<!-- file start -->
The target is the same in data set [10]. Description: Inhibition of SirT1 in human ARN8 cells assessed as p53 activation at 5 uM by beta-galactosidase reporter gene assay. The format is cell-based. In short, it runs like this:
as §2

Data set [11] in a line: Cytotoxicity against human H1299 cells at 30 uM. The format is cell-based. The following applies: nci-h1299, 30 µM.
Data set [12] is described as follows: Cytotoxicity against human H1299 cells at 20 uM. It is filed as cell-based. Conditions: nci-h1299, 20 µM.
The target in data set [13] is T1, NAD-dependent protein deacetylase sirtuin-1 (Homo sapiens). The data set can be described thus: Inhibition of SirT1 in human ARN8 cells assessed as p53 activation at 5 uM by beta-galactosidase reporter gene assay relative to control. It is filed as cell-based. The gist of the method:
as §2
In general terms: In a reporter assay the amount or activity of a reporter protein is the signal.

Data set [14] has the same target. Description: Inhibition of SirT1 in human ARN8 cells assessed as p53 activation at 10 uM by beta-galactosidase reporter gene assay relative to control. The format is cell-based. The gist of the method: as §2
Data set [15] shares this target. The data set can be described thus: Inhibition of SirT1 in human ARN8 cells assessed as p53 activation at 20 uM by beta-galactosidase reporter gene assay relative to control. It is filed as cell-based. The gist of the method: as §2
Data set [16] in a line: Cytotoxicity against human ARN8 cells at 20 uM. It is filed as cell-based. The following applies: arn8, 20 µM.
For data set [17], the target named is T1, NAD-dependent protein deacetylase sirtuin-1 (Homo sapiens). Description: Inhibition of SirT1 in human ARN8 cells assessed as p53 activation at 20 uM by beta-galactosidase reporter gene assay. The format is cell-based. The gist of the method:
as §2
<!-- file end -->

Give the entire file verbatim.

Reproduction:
The target is the same in data set [10]. Description: Inhibition of SirT1 in human ARN8 cells assessed as p53 activation at 5 uM by beta-galactosidase reporter gene assay. The format is cell-based. In short, it runs like this:
as §2

Data set [11] in a line: Cytotoxicity against human H1299 cells at 30 uM. The format is cell-based. The following applies: nci-h1299, 30 µM.
Data set [12] is described as follows: Cytotoxicity against human H1299 cells at 20 uM. It is filed as cell-based. Conditions: nci-h1299, 20 µM.
The target in data set [13] is T1, NAD-dependent protein deacetylase sirtuin-1 (Homo sapiens). The data set can be described thus: Inhibition of SirT1 in human ARN8 cells assessed as p53 activation at 5 uM by beta-galactosidase reporter gene assay relative to control. It is filed as cell-based. The gist of the method:
as §2
In general terms: In a reporter assay the amount or activity of a reporter protein is the signal.

Data set [14] has the same target. Description: Inhibition of SirT1 in human ARN8 cells assessed as p53 activation at 10 uM by beta-galactosidase reporter gene assay relative to control. The format is cell-based. The gist of the method: as §2
Data set [15] shares this target. The data set can be described thus: Inhibition of SirT1 in human ARN8 cells assessed as p53 activation at 20 uM by beta-galactosidase reporter gene assay relative to control. It is filed as cell-based. The gist of the method: as §2
Data set [16] in a line: Cytotoxicity against human ARN8 cells at 20 uM. It is filed as cell-based. The following applies: arn8, 20 µM.
For data set [17], the target named is T1, NAD-dependent protein deacetylase sirtuin-1 (Homo sapiens). Description: Inhibition of SirT1 in human ARN8 cells assessed as p53 activation at 20 uM by beta-galactosidase reporter gene assay. The format is cell-based. The gist of the method:
as §2